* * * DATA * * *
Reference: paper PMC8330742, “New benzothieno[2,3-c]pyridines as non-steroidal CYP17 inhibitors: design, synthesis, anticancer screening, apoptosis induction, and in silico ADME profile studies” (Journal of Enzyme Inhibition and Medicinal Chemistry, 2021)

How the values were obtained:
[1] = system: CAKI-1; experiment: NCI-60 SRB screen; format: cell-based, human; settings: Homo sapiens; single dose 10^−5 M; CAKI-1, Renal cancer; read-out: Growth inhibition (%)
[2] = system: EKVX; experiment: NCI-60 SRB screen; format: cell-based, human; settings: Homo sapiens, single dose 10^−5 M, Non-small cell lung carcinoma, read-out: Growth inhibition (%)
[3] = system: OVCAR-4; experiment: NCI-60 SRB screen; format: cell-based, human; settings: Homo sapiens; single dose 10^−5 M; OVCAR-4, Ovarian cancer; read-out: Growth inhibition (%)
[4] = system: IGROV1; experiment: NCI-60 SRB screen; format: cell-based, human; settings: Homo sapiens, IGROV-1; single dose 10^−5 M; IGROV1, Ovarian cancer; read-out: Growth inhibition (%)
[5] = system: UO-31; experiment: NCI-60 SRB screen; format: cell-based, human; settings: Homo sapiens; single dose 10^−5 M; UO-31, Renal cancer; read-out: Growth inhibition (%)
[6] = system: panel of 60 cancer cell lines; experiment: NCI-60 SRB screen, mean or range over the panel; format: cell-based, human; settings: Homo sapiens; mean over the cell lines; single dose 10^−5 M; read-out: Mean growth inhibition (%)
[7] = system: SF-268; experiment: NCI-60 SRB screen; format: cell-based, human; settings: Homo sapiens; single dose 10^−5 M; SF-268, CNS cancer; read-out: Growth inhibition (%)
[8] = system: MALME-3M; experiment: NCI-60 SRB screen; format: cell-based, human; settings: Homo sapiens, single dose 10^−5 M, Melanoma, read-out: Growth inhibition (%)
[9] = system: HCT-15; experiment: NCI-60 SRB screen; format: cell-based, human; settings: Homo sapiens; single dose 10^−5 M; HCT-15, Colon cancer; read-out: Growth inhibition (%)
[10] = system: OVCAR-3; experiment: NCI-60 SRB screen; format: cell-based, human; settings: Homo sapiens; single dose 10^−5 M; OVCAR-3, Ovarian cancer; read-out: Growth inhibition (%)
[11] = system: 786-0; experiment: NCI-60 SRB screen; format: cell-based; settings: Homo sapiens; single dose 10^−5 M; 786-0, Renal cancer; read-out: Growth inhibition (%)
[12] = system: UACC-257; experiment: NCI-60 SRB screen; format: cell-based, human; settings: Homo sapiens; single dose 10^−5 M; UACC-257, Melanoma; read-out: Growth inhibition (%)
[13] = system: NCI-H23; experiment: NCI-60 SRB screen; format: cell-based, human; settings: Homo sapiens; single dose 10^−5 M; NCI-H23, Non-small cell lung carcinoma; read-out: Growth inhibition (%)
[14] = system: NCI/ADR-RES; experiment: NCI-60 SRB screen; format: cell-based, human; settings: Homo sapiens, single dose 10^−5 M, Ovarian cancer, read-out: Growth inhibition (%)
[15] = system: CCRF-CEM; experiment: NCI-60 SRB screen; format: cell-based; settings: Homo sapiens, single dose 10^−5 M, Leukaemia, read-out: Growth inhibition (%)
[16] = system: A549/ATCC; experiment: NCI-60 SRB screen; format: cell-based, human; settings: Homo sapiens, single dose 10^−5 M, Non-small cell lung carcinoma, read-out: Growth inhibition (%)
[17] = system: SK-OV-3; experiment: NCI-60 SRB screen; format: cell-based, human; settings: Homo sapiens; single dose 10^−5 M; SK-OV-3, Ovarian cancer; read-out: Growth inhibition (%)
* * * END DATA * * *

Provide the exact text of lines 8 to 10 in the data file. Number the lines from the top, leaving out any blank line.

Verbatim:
[6] = system: panel of 60 cancer cell lines; experiment: NCI-60 SRB screen, mean or range over the panel; format: cell-based, human; settings: Homo sapiens; mean over the cell lines; single dose 10^−5 M; read-out: Mean growth inhibition (%)
[7] = system: SF-268; experiment: NCI-60 SRB screen; format: cell-based, human; settings: Homo sapiens; single dose 10^−5 M; SF-268, CNS cancer; read-out: Growth inhibition (%)
[8] = system: MALME-3M; experiment: NCI-60 SRB screen; format: cell-based, human; settings: Homo sapiens, single dose 10^−5 M, Melanoma, read-out: Growth inhibition (%)